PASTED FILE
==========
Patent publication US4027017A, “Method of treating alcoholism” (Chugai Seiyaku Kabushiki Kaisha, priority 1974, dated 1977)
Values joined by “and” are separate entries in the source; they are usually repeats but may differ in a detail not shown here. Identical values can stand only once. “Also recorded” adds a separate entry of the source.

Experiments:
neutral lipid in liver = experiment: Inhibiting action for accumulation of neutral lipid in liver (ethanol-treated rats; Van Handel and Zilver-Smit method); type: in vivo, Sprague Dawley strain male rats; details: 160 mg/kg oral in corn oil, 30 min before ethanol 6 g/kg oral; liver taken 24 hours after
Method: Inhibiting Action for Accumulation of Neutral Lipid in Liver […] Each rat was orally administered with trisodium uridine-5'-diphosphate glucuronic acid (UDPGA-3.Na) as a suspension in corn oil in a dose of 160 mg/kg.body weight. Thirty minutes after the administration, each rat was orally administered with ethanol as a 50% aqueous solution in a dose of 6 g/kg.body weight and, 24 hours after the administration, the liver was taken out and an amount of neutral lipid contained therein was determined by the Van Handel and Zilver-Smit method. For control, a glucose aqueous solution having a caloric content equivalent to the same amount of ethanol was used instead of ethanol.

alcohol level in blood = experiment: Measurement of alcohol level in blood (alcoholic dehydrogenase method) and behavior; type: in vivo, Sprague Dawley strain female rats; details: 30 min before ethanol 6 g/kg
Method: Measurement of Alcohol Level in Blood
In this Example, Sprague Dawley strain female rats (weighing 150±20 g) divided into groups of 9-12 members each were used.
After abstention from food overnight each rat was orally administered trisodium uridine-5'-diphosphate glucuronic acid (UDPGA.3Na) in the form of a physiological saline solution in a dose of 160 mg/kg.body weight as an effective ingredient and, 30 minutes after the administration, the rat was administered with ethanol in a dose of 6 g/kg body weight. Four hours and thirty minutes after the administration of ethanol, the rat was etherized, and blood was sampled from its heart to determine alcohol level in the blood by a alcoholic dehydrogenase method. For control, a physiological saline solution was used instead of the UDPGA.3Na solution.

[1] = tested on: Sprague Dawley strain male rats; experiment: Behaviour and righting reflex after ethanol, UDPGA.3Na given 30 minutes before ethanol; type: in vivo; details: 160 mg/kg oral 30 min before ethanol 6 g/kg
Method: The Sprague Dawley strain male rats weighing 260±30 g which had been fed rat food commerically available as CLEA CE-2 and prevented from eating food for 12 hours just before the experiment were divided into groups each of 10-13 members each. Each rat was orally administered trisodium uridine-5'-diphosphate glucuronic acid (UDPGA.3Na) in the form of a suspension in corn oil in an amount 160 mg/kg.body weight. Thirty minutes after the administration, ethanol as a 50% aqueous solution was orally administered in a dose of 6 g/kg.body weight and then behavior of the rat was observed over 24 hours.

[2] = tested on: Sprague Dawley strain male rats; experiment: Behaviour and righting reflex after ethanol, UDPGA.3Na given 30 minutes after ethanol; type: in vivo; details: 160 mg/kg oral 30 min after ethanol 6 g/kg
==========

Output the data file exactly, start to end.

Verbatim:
Patent publication US4027017A, “Method of treating alcoholism” (Chugai Seiyaku Kabushiki Kaisha, priority 1974, dated 1977)
Values joined by “and” are separate entries in the source; they are usually repeats but may differ in a detail not shown here. Identical values can stand only once. “Also recorded” adds a separate entry of the source.

Experiments:
neutral lipid in liver = experiment: Inhibiting action for accumulation of neutral lipid in liver (ethanol-treated rats; Van Handel and Zilver-Smit method); type: in vivo, Sprague Dawley strain male rats; details: 160 mg/kg oral in corn oil, 30 min before ethanol 6 g/kg oral; liver taken 24 hours after
Method: Inhibiting Action for Accumulation of Neutral Lipid in Liver […] Each rat was orally administered with trisodium uridine-5'-diphosphate glucuronic acid (UDPGA-3.Na) as a suspension in corn oil in a dose of 160 mg/kg.body weight. Thirty minutes after the administration, each rat was orally administered with ethanol as a 50% aqueous solution in a dose of 6 g/kg.body weight and, 24 hours after the administration, the liver was taken out and an amount of neutral lipid contained therein was determined by the Van Handel and Zilver-Smit method. For control, a glucose aqueous solution having a caloric content equivalent to the same amount of ethanol was used instead of ethanol.

alcohol level in blood = experiment: Measurement of alcohol level in blood (alcoholic dehydrogenase method) and behavior; type: in vivo, Sprague Dawley strain female rats; details: 30 min before ethanol 6 g/kg
Method: Measurement of Alcohol Level in Blood
In this Example, Sprague Dawley strain female rats (weighing 150±20 g) divided into groups of 9-12 members each were used.
After abstention from food overnight each rat was orally administered trisodium uridine-5'-diphosphate glucuronic acid (UDPGA.3Na) in the form of a physiological saline solution in a dose of 160 mg/kg.body weight as an effective ingredient and, 30 minutes after the administration, the rat was administered with ethanol in a dose of 6 g/kg body weight. Four hours and thirty minutes after the administration of ethanol, the rat was etherized, and blood was sampled from its heart to determine alcohol level in the blood by a alcoholic dehydrogenase method. For control, a physiological saline solution was used instead of the UDPGA.3Na solution.

[1] = tested on: Sprague Dawley strain male rats; experiment: Behaviour and righting reflex after ethanol, UDPGA.3Na given 30 minutes before ethanol; type: in vivo; details: 160 mg/kg oral 30 min before ethanol 6 g/kg
Method: The Sprague Dawley strain male rats weighing 260±30 g which had been fed rat food commerically available as CLEA CE-2 and prevented from eating food for 12 hours just before the experiment were divided into groups each of 10-13 members each. Each rat was orally administered trisodium uridine-5'-diphosphate glucuronic acid (UDPGA.3Na) in the form of a suspension in corn oil in an amount 160 mg/kg.body weight. Thirty minutes after the administration, ethanol as a 50% aqueous solution was orally administered in a dose of 6 g/kg.body weight and then behavior of the rat was observed over 24 hours.

[2] = tested on: Sprague Dawley strain male rats; experiment: Behaviour and righting reflex after ethanol, UDPGA.3Na given 30 minutes after ethanol; type: in vivo; details: 160 mg/kg oral 30 min after ethanol 6 g/kg